[7]                The relevant paragraphs of the statement of claim are these:

51.       While the Plaintiff and Defendant were negotiating regarding the terms of a new collective agreement during the period from January to August 9, 2001, the Defendant HEABC was required by the provisions of section 11 of the Code to bargain in good faith with the Plaintiff PPBA regarding the terms of a new collective agreement.  The requirement to bargain in good faith was also imposed on the parties by section 4 of the Health Care Services Continuation Act, SBC 2001, c. 23 ^ August 9, 2001.

52.       In addition, at all times material to this action the Defendant was under a duty to the Plaintiff and to the employees to treat the Plaintiff and the employees in good faith, and to deal with them fairly.  That duty arose from the principles of procedural fairness, and from the application of the doctrine of legitimate expectation.

53.       In addition, or in the alternative, a duty of good faith and fair dealing is implied from the nature of the employment relationship between the Defendant and its members, on the one hand, and the Plaintiff and the members of its constituent Unions on the other.  The duty is owed by the Defendant to the Plaintiff and those employees when their very employment status, their job security, and their working conditions are deliberately, and secretly, being put at risk by their employer.  The duties referred to in this and the preceding paragraph are referred to hereinafter as ‘the duty of good faith and fair dealing’.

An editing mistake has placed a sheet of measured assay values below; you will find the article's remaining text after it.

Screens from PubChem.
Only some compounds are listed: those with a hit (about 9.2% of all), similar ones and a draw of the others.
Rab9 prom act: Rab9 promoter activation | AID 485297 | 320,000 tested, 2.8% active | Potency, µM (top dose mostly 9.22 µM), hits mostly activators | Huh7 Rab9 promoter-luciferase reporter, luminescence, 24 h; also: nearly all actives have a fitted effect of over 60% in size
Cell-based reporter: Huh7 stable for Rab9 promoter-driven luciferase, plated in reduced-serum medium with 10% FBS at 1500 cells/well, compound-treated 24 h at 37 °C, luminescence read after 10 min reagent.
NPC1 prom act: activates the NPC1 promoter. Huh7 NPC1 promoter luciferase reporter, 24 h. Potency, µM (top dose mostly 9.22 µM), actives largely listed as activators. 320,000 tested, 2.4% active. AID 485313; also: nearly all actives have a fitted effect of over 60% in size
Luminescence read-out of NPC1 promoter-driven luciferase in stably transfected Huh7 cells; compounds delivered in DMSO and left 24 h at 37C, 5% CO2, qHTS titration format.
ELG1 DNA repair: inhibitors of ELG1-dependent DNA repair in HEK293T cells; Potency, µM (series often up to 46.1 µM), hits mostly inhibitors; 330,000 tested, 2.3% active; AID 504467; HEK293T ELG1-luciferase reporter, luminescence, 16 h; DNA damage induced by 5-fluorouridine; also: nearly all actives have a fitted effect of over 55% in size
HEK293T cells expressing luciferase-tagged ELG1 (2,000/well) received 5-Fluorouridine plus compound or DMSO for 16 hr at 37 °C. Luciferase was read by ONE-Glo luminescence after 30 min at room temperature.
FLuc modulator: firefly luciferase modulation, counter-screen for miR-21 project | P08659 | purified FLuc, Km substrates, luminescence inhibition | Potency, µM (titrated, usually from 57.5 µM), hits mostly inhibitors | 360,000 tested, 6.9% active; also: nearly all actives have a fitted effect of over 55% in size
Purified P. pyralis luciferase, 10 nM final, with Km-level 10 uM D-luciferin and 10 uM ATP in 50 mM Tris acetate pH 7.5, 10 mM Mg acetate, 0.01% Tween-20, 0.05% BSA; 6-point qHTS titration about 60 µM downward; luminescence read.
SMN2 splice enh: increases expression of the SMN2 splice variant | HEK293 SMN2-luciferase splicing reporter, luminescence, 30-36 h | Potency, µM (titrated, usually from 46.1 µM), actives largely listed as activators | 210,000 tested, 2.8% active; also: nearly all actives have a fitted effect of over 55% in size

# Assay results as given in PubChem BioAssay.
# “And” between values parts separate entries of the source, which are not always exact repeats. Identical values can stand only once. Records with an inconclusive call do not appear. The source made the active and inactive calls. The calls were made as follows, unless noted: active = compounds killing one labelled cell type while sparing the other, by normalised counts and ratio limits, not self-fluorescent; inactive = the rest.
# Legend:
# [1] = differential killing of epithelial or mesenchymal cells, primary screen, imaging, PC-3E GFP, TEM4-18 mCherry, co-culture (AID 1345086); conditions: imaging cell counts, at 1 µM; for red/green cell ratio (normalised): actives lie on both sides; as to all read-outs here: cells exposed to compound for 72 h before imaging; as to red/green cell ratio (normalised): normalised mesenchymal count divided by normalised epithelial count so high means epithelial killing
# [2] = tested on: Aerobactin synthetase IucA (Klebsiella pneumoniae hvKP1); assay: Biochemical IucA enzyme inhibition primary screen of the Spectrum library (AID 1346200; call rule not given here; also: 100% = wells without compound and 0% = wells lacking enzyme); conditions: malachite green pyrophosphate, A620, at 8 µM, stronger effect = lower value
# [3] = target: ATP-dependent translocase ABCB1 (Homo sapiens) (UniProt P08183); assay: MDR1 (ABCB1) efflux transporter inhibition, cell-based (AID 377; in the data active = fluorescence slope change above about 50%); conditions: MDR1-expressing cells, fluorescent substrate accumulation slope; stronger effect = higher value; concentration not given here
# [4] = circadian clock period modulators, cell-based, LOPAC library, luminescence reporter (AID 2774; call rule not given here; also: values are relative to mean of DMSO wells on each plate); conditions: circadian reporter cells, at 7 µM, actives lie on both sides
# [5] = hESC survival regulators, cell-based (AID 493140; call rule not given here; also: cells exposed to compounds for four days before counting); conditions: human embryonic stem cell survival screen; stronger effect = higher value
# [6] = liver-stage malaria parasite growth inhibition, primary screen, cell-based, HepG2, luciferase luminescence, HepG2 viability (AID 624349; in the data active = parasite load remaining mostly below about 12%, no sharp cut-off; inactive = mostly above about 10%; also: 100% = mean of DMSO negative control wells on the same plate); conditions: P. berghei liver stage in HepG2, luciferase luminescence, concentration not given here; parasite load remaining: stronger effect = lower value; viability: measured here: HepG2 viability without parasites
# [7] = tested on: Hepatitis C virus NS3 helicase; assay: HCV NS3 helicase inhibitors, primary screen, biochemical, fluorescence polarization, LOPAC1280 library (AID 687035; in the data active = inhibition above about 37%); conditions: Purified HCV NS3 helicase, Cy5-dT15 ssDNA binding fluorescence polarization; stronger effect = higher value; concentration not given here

54.       During the period from May 2001 to January 27, 2002, the Defendant, through its officers, management personnel, and/or agents; and/or through its members, their officers, management personnel, and agents, secretly sought to persuade and did persuade the Province of British Columbia to pass legislation to void and/or vary certain terms of the Defendant’s collective agreement with the Plaintiff PPBA.

55.       The Defendant’s conduct in secretly seeking to persuade, and persuading the Government of British Columbia to pass Legislation varying and/or voiding terms of the collective agreement between the Plaintiff and the Defendant was wrongful, and in violation of the duties referred to in paragraphs 51, 52, 61, and 69 to 74 of this Statement of Claim.  Its conduct was intended to cause, and will cause the loss of employment for a number of employees; as well as a significant deterioration in the job security and in the working conditions of other employees.  This conduct prevented, hindered, and/or interfered with, or rendered impossible, the performance of the contract in question, the collective agreement.

56.       The conduct of the Defendant was intentional, wrongful, and without justification.